The student news site of Eastern Illinois University in Charleston, Illinois.

The Daily Eastern News

The student news site of Eastern Illinois University in Charleston, Illinois.

The Daily Eastern News

The student news site of Eastern Illinois University in Charleston, Illinois.

The Daily Eastern News

Earthquakes wake up call to world

The devastating earthquakes to hit Haiti and Chile in recent memory have been a wakeup call for the rest of the world.

Illinois also experienced an earthquake in early February that was felt in the northern part of the state.

It is a cause for concern for Illinoisans, because the active New Madrid fault is located on the border of Southwest Illinois near the town of Cairo.

In the past three years alone, Illinois has had two notable earthquakes. The first occurred in April 2008 with a magnitude 5.4 and was centered in West Salem. The second one occurred in early February in the towns of Virgil and Sycamore and measured as a magnitude 3.4.

These earthquakes are small in comparison to the magnitude 8 earthquake in Chile and magnitude 7 earthquake in Haiti.

A magnitude 4 earthquake can cause moderate damage, while a magnitude 7 earthquake is capable of widespread and heavy damage.

John Paul Stimac, department chair and associate professor of geology/geography, said that these frequent earthquakes are no cause for concern.

“The number for earthquakes worldwide is normal for the year so far,” Stimac said.

“Earthquakes with a magnitude of 8 or higher will occur once a year, and earthquakes with a magnitude of 7 occur three to five times a year. Earthquakes are a daily occurrence by the New Madrid Fault with some earthquakes even measuring negative on the Richter scale.”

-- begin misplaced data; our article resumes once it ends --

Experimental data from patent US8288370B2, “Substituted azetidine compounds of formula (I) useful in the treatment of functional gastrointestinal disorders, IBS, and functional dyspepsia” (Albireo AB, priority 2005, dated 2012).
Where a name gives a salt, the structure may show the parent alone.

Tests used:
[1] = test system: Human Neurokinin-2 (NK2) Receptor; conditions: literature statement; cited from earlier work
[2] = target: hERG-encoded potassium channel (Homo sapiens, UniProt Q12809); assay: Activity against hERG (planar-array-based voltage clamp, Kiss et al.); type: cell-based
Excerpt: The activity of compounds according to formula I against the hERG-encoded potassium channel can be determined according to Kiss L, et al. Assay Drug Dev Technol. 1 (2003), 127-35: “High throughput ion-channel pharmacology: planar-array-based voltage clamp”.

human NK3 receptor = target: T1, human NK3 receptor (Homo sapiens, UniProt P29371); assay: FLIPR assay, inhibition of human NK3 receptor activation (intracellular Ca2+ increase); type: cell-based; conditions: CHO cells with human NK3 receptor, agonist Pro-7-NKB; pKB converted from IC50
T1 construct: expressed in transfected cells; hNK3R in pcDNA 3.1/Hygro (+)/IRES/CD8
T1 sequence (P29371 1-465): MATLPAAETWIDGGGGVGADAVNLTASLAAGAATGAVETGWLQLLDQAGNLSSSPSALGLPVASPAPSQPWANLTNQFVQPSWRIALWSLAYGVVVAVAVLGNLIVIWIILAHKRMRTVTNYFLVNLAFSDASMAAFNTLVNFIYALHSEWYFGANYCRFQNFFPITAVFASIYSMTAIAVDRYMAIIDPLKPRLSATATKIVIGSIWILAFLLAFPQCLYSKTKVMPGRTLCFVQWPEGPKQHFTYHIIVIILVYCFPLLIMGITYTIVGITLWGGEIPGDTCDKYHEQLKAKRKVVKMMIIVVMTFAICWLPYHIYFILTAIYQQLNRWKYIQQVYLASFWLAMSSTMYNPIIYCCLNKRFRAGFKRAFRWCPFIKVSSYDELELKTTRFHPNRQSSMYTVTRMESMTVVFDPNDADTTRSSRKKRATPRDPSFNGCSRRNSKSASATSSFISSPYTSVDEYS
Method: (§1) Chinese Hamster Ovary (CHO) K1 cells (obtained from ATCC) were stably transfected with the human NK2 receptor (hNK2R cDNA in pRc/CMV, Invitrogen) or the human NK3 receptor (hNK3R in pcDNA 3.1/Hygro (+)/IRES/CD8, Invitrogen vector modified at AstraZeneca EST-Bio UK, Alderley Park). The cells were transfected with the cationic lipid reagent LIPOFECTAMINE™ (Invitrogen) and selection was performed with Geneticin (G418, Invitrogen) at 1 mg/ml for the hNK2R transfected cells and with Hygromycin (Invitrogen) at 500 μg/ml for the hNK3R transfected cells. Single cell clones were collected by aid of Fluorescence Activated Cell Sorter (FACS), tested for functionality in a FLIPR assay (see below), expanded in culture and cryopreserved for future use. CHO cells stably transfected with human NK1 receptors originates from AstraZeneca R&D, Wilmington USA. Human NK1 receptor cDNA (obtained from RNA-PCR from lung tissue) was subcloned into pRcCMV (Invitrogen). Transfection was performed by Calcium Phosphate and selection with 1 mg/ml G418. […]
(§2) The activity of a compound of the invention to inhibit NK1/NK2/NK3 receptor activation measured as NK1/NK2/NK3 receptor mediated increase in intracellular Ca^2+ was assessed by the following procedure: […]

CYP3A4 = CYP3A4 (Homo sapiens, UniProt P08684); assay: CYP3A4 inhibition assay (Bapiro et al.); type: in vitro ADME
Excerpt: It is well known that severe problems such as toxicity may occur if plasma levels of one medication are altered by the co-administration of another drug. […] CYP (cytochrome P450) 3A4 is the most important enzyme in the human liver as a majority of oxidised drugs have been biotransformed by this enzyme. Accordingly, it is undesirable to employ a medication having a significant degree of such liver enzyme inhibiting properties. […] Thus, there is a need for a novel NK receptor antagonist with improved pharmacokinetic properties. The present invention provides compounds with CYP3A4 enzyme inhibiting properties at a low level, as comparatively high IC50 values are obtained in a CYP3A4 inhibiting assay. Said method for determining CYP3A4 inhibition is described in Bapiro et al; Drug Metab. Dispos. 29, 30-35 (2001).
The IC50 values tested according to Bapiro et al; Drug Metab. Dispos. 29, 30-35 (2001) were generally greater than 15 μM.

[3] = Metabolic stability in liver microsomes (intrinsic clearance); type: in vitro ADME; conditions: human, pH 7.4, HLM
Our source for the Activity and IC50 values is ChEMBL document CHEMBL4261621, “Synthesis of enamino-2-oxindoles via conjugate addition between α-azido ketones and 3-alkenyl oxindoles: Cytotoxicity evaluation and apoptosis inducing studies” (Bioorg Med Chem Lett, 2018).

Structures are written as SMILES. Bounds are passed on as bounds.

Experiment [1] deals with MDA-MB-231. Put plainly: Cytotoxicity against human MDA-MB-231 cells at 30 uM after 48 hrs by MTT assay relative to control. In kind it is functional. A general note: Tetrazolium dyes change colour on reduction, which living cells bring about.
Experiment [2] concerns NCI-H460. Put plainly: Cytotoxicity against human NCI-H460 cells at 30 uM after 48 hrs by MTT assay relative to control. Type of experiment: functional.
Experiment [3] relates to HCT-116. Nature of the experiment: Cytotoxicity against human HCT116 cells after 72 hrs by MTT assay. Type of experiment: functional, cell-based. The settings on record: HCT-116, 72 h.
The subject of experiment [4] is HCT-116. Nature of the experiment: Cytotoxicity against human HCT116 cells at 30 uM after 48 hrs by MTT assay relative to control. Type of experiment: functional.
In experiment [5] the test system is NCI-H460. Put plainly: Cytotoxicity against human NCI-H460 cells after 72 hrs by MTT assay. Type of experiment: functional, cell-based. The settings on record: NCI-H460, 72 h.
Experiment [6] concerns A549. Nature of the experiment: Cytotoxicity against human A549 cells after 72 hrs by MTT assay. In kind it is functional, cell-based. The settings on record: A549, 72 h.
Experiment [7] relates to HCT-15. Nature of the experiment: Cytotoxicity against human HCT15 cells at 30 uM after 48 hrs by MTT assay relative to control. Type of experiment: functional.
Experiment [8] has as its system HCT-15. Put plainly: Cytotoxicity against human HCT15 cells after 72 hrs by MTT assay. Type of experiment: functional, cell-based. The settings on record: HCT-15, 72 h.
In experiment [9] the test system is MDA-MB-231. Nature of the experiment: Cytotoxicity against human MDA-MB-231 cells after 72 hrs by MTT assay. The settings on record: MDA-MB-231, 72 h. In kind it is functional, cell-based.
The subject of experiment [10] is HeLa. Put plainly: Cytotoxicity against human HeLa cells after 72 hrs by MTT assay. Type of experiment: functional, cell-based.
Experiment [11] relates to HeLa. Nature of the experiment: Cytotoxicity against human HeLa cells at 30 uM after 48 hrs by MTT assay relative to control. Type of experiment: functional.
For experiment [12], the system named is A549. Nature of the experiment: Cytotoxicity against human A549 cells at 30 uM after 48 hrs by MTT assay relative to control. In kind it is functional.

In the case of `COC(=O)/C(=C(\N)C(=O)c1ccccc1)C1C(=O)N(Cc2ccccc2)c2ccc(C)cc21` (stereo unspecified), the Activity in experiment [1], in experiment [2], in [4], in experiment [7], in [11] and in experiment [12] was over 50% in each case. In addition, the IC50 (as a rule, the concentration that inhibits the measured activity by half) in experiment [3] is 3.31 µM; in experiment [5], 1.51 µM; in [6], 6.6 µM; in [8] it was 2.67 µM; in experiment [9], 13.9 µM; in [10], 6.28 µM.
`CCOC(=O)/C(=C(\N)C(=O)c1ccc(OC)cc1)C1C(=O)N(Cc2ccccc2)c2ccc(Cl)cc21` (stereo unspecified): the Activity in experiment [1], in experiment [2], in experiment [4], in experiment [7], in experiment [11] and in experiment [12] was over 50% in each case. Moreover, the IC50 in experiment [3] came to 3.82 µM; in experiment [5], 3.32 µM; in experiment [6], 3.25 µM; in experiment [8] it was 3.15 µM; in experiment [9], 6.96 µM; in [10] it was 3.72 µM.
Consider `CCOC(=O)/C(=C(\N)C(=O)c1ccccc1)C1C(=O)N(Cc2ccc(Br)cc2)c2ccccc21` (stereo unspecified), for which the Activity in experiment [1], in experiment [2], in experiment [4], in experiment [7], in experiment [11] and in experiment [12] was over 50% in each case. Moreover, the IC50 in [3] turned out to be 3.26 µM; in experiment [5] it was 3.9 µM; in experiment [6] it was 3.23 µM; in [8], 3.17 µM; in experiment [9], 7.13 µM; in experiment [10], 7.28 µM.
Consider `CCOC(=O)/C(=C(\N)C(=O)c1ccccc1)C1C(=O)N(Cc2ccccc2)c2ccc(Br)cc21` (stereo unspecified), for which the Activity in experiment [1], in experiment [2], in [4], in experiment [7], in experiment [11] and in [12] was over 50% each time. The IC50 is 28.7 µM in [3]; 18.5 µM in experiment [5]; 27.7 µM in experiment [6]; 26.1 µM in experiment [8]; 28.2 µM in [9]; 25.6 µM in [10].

An earthquake that measures negative on the Richter scale will break rock when moving and releases energy. The movement and energy release is so small that it cannot be felt by humans, only instruments.

That does not rule-out the possibility of any large-scale earthquake happening anytime soon. The last massive earthquakes from the New Madrid Fault happened in 1811 and 1812, separated by three months. These earthquakes registered at an 8 on the Richter scale and were felt across the Midwest, including St. Louis and Chicago. These earthquakes could be felt as far away as Boston.

“It was such a large earthquake that it shook church bells in Boston and created Reelfoot Lake in Tennessee,” Stimac said.

“An earthquake of that magnitude really only occurs every thousand to two thousand years, but that doesn’t mean that it cannot happen again tomorrow or next week.”

The possibility of a large-scale earthquake occurring in the area brings to question if the school’s buildings are up to code for large earthquakes.

“If an earthquake larger than a magnitude 6 would occur, it would cause damage to the building(s), because the buildings are made from brick,” Stimac said. “Brick is strong when it is compressed but can break when a force is shaking it from side to side.”

Stimac also noted that the bedrock that Eastern’s campus and most of Illinois is over is glacier rock, which, unlike regular bedrock material, is prone to shake more during an earthquake. This is not a cause for concern, but Stimac said he thinks people have become more aware after the recent earthquakes.

“(In) some way, earthquakes are good, because it causes people to think about natural hazards,” Stimac said. “The university offers classes with risk management as a way to prepare students for any situation, including earthquakes.”

Steven Puschmann can be reached at

581-7942 or

[email protected]

Earthquakes 2010 on Dipity.

Earthquakes wake up call to world

Earthquakes wake up call to world

A new football stadium, renovations to Lantz Arena and two other new facilities are all part of the “master facility plan” unveiled by Athletic Director Barbara Burke at Wednesday’s Athletic Director’s Gala in Effingham.


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